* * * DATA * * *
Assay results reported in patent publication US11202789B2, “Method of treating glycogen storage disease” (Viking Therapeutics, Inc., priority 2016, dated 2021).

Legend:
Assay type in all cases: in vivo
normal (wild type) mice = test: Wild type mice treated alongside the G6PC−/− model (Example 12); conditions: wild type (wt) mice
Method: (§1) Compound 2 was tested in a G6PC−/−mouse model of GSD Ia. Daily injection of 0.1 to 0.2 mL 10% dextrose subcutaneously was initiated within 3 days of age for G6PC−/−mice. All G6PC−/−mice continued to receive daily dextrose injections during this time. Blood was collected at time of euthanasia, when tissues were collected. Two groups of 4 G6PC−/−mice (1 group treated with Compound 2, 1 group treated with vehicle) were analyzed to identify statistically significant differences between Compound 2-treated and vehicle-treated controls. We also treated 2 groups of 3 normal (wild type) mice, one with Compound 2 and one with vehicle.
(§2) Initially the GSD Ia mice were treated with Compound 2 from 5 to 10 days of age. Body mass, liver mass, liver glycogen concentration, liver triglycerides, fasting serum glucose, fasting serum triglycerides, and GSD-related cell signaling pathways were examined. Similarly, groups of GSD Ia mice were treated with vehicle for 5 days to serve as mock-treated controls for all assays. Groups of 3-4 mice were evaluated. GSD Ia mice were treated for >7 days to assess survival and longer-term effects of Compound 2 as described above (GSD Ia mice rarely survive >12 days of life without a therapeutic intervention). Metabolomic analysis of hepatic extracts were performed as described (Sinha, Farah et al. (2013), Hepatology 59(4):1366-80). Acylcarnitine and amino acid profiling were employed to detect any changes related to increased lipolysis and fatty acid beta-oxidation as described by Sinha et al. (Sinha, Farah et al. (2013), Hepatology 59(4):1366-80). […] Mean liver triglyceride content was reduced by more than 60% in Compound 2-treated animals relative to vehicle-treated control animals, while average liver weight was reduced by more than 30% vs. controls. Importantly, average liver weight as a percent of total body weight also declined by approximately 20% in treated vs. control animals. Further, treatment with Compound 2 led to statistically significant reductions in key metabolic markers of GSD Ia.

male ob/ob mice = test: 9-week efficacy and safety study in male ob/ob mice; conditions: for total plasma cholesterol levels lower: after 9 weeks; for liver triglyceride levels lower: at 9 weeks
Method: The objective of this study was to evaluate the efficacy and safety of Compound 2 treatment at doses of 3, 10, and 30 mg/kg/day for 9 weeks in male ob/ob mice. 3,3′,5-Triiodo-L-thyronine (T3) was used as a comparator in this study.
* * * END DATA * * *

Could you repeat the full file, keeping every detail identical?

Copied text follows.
Assay results reported in patent publication US11202789B2, “Method of treating glycogen storage disease” (Viking Therapeutics, Inc., priority 2016, dated 2021).

Legend:
Assay type in all cases: in vivo
normal (wild type) mice = test: Wild type mice treated alongside the G6PC−/− model (Example 12); conditions: wild type (wt) mice
Method: (§1) Compound 2 was tested in a G6PC−/−mouse model of GSD Ia. Daily injection of 0.1 to 0.2 mL 10% dextrose subcutaneously was initiated within 3 days of age for G6PC−/−mice. All G6PC−/−mice continued to receive daily dextrose injections during this time. Blood was collected at time of euthanasia, when tissues were collected. Two groups of 4 G6PC−/−mice (1 group treated with Compound 2, 1 group treated with vehicle) were analyzed to identify statistically significant differences between Compound 2-treated and vehicle-treated controls. We also treated 2 groups of 3 normal (wild type) mice, one with Compound 2 and one with vehicle.
(§2) Initially the GSD Ia mice were treated with Compound 2 from 5 to 10 days of age. Body mass, liver mass, liver glycogen concentration, liver triglycerides, fasting serum glucose, fasting serum triglycerides, and GSD-related cell signaling pathways were examined. Similarly, groups of GSD Ia mice were treated with vehicle for 5 days to serve as mock-treated controls for all assays. Groups of 3-4 mice were evaluated. GSD Ia mice were treated for >7 days to assess survival and longer-term effects of Compound 2 as described above (GSD Ia mice rarely survive >12 days of life without a therapeutic intervention). Metabolomic analysis of hepatic extracts were performed as described (Sinha, Farah et al. (2013), Hepatology 59(4):1366-80). Acylcarnitine and amino acid profiling were employed to detect any changes related to increased lipolysis and fatty acid beta-oxidation as described by Sinha et al. (Sinha, Farah et al. (2013), Hepatology 59(4):1366-80). […] Mean liver triglyceride content was reduced by more than 60% in Compound 2-treated animals relative to vehicle-treated control animals, while average liver weight was reduced by more than 30% vs. controls. Importantly, average liver weight as a percent of total body weight also declined by approximately 20% in treated vs. control animals. Further, treatment with Compound 2 led to statistically significant reductions in key metabolic markers of GSD Ia.

male ob/ob mice = test: 9-week efficacy and safety study in male ob/ob mice; conditions: for total plasma cholesterol levels lower: after 9 weeks; for liver triglyceride levels lower: at 9 weeks
Method: The objective of this study was to evaluate the efficacy and safety of Compound 2 treatment at doses of 3, 10, and 30 mg/kg/day for 9 weeks in male ob/ob mice. 3,3′,5-Triiodo-L-thyronine (T3) was used as a comparator in this study.